"2014 was a fantastic year," Ritz proclaims


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December 30, 2014 9:02 AM

Battlefords-Lloydminster MP Gerry Ritz called 2014 a fantastic year for the growth of Canada and the agriculture sector across the country. - File Photo

To sum up the last year for Gerry Ritz, MP for Battlefords-Lloydminster, is quite easy.

“It was a fantastic year,” the agriculture minister and local MP said in a year-end interview with the Lloydminster Source.

Ritz said that 2014 was full of highlights, which included the ratification of the Canadian European Union Free Trade Agreement and the Korea Canada Free Trade agreement.

“2014 was a fantastic year for the trade file,” he said.

Ritz looked back on the last 12 months and pointed to key files that help the average Canadian taxpayer.

“From a family perspective, the Canadian government has now introduced a proactive, which will be in place for this year, a Child Tax Credit. The new income splitting rules, that will no doubt make a difference for the young families in Lloydminster and across Canada,” he said.

Looking at his file, agriculture, opening up new markets around the world was key to Canada’s growth, according to Ritz.

“There are two reasons to open the new markets, first we are a trading nation,” he said. “We are a very large geographic nation, with a wealth of resources, including agriculture, but we have a small population.

“So, we can overproduce, and all that overproduction and export production needs to find a home.”

One of the bigger stories that came out of Ottawa, in 2014, wasn’t a policy or a bill that was passed, but in October of this year a lone gunman shot and killed one solider before entering Parliament and ultimately being killed by Sergeant-at-Arms Kevin Vickers.

Ritz said that anyone who thought that Canada was immune to domestic terrorism was naive.

“This action really brought home the fact that the world is under attack from radicalized groups from different stripes,” he said.

Ritz said being able to travel internationally, he has seen heavy security around him, “we now face that reality here in Canada.”

Ritz admitted that changing the laws might not be the way to move forward to protecting the rights and freedoms of Canadians.

“We will have to update some of them certainly, but we have to focus our efforts in making Canadian’s safe,” he said.

Looking back on the year in his portfolio of the Ministry of Agriculture, Ritz said that like every year the portfolio has challenges and obstacles that one must overcome, and like in the past, the agriculture sector in the country is thriving.

“I hold a number of meetings with stakeholders across this great country. I had the opportunity to speak at the Grow Canada event, on Parliament Hill here in Ottawa, several hundred farmers came together and talked about the way forward,” he said.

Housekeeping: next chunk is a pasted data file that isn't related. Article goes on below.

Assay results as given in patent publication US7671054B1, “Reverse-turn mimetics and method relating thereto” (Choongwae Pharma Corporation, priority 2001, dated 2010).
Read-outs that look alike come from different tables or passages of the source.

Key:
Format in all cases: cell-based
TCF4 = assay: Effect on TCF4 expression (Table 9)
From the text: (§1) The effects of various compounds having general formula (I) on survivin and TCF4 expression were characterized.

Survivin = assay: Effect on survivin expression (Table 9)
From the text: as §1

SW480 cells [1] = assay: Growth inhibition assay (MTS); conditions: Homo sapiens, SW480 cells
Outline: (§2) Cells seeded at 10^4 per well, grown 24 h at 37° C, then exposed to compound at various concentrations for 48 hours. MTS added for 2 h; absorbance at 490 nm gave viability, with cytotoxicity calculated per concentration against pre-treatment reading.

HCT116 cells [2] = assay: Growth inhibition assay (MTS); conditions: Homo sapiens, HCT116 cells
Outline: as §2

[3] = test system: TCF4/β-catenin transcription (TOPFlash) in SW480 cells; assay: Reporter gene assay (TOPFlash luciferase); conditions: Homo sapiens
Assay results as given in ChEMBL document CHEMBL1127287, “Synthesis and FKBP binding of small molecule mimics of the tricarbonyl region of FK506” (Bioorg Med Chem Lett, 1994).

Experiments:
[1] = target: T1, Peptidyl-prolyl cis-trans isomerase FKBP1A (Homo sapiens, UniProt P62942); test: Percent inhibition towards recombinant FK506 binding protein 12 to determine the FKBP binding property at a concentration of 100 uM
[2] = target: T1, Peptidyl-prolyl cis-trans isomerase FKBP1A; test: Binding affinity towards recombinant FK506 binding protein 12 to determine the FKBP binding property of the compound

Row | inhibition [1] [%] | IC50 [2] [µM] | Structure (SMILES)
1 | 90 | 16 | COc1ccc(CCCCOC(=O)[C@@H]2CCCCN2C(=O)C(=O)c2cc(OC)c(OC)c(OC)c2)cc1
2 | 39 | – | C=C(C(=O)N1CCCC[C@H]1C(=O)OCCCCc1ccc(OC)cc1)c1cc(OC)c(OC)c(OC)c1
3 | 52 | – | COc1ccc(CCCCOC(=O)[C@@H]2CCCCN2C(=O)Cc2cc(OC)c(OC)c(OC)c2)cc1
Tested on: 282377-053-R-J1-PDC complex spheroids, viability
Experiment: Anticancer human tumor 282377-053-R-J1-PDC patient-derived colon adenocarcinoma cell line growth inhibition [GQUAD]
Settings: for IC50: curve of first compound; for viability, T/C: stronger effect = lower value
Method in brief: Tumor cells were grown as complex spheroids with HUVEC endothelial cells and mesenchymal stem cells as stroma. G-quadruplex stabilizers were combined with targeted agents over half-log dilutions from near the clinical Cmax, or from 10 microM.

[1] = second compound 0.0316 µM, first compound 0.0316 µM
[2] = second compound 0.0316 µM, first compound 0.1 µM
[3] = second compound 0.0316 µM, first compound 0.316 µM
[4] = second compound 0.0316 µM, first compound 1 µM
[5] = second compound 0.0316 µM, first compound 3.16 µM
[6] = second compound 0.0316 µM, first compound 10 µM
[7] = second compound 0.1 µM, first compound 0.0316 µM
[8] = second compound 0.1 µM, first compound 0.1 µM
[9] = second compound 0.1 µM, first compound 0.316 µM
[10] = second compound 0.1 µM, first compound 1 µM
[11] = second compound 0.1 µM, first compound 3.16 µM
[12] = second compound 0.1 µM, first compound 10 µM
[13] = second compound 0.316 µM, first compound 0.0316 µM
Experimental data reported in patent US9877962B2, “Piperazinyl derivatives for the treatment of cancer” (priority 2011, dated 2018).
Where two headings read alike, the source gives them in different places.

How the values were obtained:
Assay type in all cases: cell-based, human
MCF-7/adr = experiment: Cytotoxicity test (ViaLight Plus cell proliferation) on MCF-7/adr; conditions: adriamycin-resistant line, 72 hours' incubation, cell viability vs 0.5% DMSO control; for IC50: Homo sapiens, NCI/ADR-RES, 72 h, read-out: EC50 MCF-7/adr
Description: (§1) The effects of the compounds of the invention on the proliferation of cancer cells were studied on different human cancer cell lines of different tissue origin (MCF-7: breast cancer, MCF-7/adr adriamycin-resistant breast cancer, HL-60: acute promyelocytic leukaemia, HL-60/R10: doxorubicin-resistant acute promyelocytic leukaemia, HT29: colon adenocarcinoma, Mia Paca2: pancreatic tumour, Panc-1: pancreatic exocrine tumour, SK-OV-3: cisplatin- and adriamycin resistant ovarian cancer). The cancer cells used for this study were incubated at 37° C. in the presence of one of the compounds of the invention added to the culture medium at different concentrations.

“They were pleased that this government was focused on free trade and the good advancements in the Pacific Rim and the growing markets.”

The minister said that the reaction from farmers he has spoken with has been mostly positive.

One of the big issues that Ritz had to deal with on a domestic level when it came to his portfolio was the issue of grain movement and the backlog of grain from the record season in 2013.

Ritz, along with Minister of Transportation Lisa Raitt, introduced new legislation requiring rail companies to move the grain or be fined.

“As a government, we did what was required at that time and place,” he said. “If you want to look at who didn’t do enough, you would point a finger at the two major railways in the country.”

Ritz said that the companies seem to be stuck in the past on the issue of grain movement.

“They seem to think that they are the ones that dictate how many cars move and where they are placed,” he said.

“I think there is still some education that still needs to be done on the issue.” Ritz then compared the rail companies in Canada to kids in school. “As a student, the railways are going to have to stand in the corner for a little while and do a little mea culpa, and start to realize that they are just a part of the supply chain,” he said.

“They are not the supply chain, they are not the major part of the supply chain, but they are a valuable part of the supply chain.”

Looking south of the border, one of the ongoing issues with the U.S. has been the mandatory country of origin labelling (COOL) on food from other countries.

Recently, the World Trade Organization ruled against the United States and ordered them to remove any country of origin labelling.

United States Agriculture Secretary Tom Vilsack has appealed the ruling, which didn’t come as any surprise to Ritz.

“The idea that the U.S. administration was going to appeal the decision, isn’t anything new to us, but we will continue to put pressure on them (in form of potential) retaliatory measures,” he added.

As 2014 is coming to a close, Ritz looked at the upcoming the new year.

“We will be working hard on opening up more markets for our products in Canada, and we have a pretty full agenda leading up to the 2015 general election,” he said.

Ritz said that this time next year he is expecting the Conservatives to be returned to Ottawa with another majority government.

“I expect us to be back, continuing our work on the regulatory burdens, on taxation burdens, on rebuilding infrastructure, and making sure that our oil and gas get into a pipeline to markets that are looking for it.”

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